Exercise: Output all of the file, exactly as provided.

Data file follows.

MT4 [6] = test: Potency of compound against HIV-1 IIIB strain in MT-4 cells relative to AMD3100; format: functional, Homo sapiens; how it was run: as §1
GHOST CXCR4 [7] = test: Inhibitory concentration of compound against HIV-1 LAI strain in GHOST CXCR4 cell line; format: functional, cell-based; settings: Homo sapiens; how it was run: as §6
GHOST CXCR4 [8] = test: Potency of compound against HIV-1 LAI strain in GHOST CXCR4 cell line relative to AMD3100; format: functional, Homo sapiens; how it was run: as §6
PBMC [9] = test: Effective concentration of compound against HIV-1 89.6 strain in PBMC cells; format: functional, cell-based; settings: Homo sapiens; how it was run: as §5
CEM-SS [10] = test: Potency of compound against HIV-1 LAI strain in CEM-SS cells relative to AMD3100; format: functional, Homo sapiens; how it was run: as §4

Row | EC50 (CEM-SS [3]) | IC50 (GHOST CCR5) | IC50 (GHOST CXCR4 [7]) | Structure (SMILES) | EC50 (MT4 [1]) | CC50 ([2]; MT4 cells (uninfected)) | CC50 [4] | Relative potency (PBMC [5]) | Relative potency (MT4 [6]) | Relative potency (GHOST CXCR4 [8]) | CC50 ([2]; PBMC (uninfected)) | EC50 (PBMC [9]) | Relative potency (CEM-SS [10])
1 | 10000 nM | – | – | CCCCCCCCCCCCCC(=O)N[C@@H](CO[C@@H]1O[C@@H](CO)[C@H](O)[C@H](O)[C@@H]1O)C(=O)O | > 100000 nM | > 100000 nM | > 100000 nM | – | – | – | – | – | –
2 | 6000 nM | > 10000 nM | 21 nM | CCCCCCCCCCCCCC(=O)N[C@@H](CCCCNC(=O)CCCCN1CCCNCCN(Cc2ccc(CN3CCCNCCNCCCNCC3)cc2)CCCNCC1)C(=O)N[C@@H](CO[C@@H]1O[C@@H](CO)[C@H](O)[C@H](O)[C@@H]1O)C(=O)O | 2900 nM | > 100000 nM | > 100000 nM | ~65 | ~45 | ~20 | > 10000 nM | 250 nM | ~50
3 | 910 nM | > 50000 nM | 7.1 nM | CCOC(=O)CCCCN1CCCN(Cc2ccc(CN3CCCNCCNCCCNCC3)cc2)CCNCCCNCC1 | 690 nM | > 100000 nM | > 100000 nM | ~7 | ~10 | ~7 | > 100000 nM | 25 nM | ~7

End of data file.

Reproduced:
MT4 [6] = test: Potency of compound against HIV-1 IIIB strain in MT-4 cells relative to AMD3100; format: functional, Homo sapiens; how it was run: as §1
GHOST CXCR4 [7] = test: Inhibitory concentration of compound against HIV-1 LAI strain in GHOST CXCR4 cell line; format: functional, cell-based; settings: Homo sapiens; how it was run: as §6
GHOST CXCR4 [8] = test: Potency of compound against HIV-1 LAI strain in GHOST CXCR4 cell line relative to AMD3100; format: functional, Homo sapiens; how it was run: as §6
PBMC [9] = test: Effective concentration of compound against HIV-1 89.6 strain in PBMC cells; format: functional, cell-based; settings: Homo sapiens; how it was run: as §5
CEM-SS [10] = test: Potency of compound against HIV-1 LAI strain in CEM-SS cells relative to AMD3100; format: functional, Homo sapiens; how it was run: as §4

Row | EC50 (CEM-SS [3]) | IC50 (GHOST CCR5) | IC50 (GHOST CXCR4 [7]) | Structure (SMILES) | EC50 (MT4 [1]) | CC50 ([2]; MT4 cells (uninfected)) | CC50 [4] | Relative potency (PBMC [5]) | Relative potency (MT4 [6]) | Relative potency (GHOST CXCR4 [8]) | CC50 ([2]; PBMC (uninfected)) | EC50 (PBMC [9]) | Relative potency (CEM-SS [10])
1 | 10000 nM | – | – | CCCCCCCCCCCCCC(=O)N[C@@H](CO[C@@H]1O[C@@H](CO)[C@H](O)[C@H](O)[C@@H]1O)C(=O)O | > 100000 nM | > 100000 nM | > 100000 nM | – | – | – | – | – | –
2 | 6000 nM | > 10000 nM | 21 nM | CCCCCCCCCCCCCC(=O)N[C@@H](CCCCNC(=O)CCCCN1CCCNCCN(Cc2ccc(CN3CCCNCCNCCCNCC3)cc2)CCCNCC1)C(=O)N[C@@H](CO[C@@H]1O[C@@H](CO)[C@H](O)[C@H](O)[C@@H]1O)C(=O)O | 2900 nM | > 100000 nM | > 100000 nM | ~65 | ~45 | ~20 | > 10000 nM | 250 nM | ~50
3 | 910 nM | > 50000 nM | 7.1 nM | CCOC(=O)CCCCN1CCCN(Cc2ccc(CN3CCCNCCNCCCNCC3)cc2)CCNCCCNCC1 | 690 nM | > 100000 nM | > 100000 nM | ~7 | ~10 | ~7 | > 100000 nM | 25 nM | ~7